And Now for Something Completely Different

Watch the Video Here

This past weekend I did something completely different…I was a Wing Runner!

If you’re like me watching gliders is as complicated as watching television. You sit and watch other people do the work. Well this past week I decided to get off the couch and participate.

My first task was to take the Wing Runner Exam – but first I studied the online course available at:

This is a great resource for anyone who wants to learn about wing running. After I studied the material I took the 20-question exam, which in my case applies as Wing Runner credit towards the Civil Air Patrol. In most cases you will not be allowed to take the exam through this site unless you have access rights or are a member of the Civil Air Patrol.

The video at the top of this page gives you an idea of what goes on during a glider launch…in particular, hand signals used during the launch process. That was my task as I helped to launch six flights for the Finger Lakes Soaring Club down in Dansville, NY.

The Tow Plane

To start you need a tow plane, in our case it was a PA-25 Pawnee piloted by Ted Timmons. Ted was kind enough to give me the OK to participate. Ted is a fellow CAP member and a FAA certificated flight instructor (CFII, ASEL, ASES).

The Glider

The next thing you need is a glider. We launched several gliders but the one we launched the most was a two seat Schleicher ASK 21 I believe.

Line Up and Wait

My job was to first help position the gliders on the grass strip. All you need to do is get them pointed straight down the runway.

Next, you wait for the tow plane as the pilot gets setup in the cockpit. Once the pilot is in and ready to go you take a bright orange stick with a hook on the end and use that to grab the line that is hanging behind the tow plane. This bright orange line has on the end of it a metal ring. You signal the pilot to take up the slack in the line as you stand next to the canopy. Once you have about 10 feet of line to work with you signal the tow plane to stop.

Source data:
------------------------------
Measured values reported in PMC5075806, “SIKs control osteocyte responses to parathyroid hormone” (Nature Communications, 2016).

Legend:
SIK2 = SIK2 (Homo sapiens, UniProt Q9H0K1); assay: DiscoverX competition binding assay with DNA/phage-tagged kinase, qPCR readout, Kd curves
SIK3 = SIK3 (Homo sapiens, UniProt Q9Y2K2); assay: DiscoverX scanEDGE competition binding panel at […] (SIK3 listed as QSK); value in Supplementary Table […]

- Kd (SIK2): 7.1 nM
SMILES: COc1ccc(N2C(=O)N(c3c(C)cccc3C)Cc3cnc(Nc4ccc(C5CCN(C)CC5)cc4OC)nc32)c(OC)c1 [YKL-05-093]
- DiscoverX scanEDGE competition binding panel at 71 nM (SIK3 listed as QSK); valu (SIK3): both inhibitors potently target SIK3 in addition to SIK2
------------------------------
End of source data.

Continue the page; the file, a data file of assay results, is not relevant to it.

Next, you take the rope and signal (or say OPEN) to the pilot, The OPEN command tells the pilot to open the cable release so that you can take the metal ring and insert it into the release either under the glider or in the nose of the glider. Once in position you signal (or say CLOSE) for the pilot to close the release. This will hold the ring and rope to the plane and all you need to do is give it a hard pull just to confirm that the rope is secure.

Next, you stand to the outside of one of the wings and watch the pilot. If he gives you the thumbs up, you look for traffic in the pattern and everywhere else. If it’s clear, you lift the wing to level. I am right handed so I grab the wing with my right hand.

Now you can signal the tow plane to take up the slack with a back and forth motion with your arm pointed down towards the ground in clear view of the tow plane.

REMEMBER: Do NOT stand in FRONT of the wing, stand at the side as you hold the wing and BEFORE you signal.

This is the LAST opportunity for you to call the whole thing off before things are beyond your control. And believe me things will be out of your hands quickly! If you see a problem or a complication just wave off the tow plane.